Content Note: Violence, Deadly Natural Disasters, Small Animals
Narnia Recap: Peter, Susan, Lucy, and the Beavers are traveling to the place where they expect to find Aslan. Edmund has been taken captive by the White Witch, who is attempting to intercept the other children.
The Lion, The Witch, and The Wardrobe, Chapter 12: Peter's First Battle
WHILE THE DWARF AND THE WHITE Witch were saying this, miles away the Beavers and the children were walking on hour after hour into what seemed a delicious dream. Long ago they had left the coats behind them. And by now they had even stopped saying to one another, "Look! there's a kingfisher," or "I say, bluebells!" or "What was that lovely smell?" or "Just listen to that thrush!" [...]
And after the thaw had been going on for some time they all realized that the Witch would no longer be able to use her sledge. After that they didn't hurry so much and they allowed themselves more rests and longer ones.
We've talked before, and I credit Kit Whitfield for making me notice this, about how intensely sweet and cozy and tidy a lot of the passages are in these books. This is one of those passages that would have seemed perfectly natural to me when I was a child and had no thought to question the preordained nature of the narrative and yet seems perfectly odd to me now that I am older. The party is moving at a leisurely pace, and sight-seeing along the way, because they know that the Witch can't use her sledge now that the snow has melted. Well, that makes perfect sense, why not stop and smell the roses? We'll get there when we get there and there's no sense in rushing.
Except, wait, what? Not but a few chapters before, Mr. Beaver was shushing them because there were spies everywhere and even some of the trees were on the Witch's side, and you certainly can't trust the birds, at least not the ones that aren't robins. Indeed, when the Witch first heard about the children and their plan to travel to the Stone Table, she sent her wolf police on ahead, and while the text justifies that the children aren't directly trackable between the falling snow and the melting snow, there's still the little fact that the wolves know their starting point and their intended destination, so it really shouldn't be that hard to locate their trail.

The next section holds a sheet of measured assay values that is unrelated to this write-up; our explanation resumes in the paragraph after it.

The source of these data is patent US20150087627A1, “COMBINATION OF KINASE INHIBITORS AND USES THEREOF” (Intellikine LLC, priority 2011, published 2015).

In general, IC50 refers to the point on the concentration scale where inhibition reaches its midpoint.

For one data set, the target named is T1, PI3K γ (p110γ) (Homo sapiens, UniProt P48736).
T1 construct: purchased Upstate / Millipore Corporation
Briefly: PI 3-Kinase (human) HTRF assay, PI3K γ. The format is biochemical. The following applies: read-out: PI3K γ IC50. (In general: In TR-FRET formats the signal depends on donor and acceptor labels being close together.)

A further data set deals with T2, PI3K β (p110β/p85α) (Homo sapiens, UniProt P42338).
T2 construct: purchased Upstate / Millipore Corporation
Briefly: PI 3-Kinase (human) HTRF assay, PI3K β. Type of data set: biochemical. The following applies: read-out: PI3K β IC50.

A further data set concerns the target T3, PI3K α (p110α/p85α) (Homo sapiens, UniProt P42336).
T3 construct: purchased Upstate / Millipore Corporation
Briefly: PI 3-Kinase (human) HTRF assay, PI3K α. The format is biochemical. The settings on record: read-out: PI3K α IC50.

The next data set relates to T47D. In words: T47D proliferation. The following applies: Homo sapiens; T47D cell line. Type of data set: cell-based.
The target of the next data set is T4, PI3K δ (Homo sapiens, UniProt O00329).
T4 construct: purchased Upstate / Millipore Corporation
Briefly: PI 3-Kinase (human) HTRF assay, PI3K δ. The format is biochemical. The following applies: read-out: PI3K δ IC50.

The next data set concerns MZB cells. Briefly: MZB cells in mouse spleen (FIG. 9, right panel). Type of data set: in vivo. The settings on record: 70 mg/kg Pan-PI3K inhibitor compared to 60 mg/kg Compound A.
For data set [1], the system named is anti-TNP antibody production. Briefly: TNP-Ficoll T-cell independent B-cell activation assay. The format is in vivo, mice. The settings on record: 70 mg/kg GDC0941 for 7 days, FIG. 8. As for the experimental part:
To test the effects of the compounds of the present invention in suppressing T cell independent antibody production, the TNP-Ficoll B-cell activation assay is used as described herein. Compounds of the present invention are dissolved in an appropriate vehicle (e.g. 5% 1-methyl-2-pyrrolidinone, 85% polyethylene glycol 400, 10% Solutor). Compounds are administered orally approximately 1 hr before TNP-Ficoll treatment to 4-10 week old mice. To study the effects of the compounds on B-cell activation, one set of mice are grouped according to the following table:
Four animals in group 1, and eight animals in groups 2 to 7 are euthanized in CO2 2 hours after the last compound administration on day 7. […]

It seems to me like the party should be hurrying over the land, ducking behind rocks and keeping low to avoid the eyes of the bird spies that fly overhead, desperately frustrated to learn that the melting snow has radically altered the route they planned to take, and hoping against hope that they can get to Aslan in time before the wolves overtake and kill them. Instead, they're yelling to each other about the pretty flowers.
You'd think they'd at least want to hurry because every moment they dawdle, their brother's life is increasingly threatened, but no. Our future kings and queens of Narnia, folks.
It occurs to me here, too, that we never get any real sense that the Witch is powerful or even really has a large following. Later in the book, we'll see her field an entire army, and of course she has stone-turning and food-summoning and winter-making powers, but she apparently can't cast a single sending spell to put her followers on alert for the children, nor can she travel great distances. Heck, she can't even do anything to magic her sleigh-reindeer into feasible mounts for herself and her entourage of one driver and one prisoner. Satan may be the prince of the powers of the air, but Jadis -- like Nicolae -- seems to be largely ineffectual at the whole Evil Overlord Powers & Delegation thing.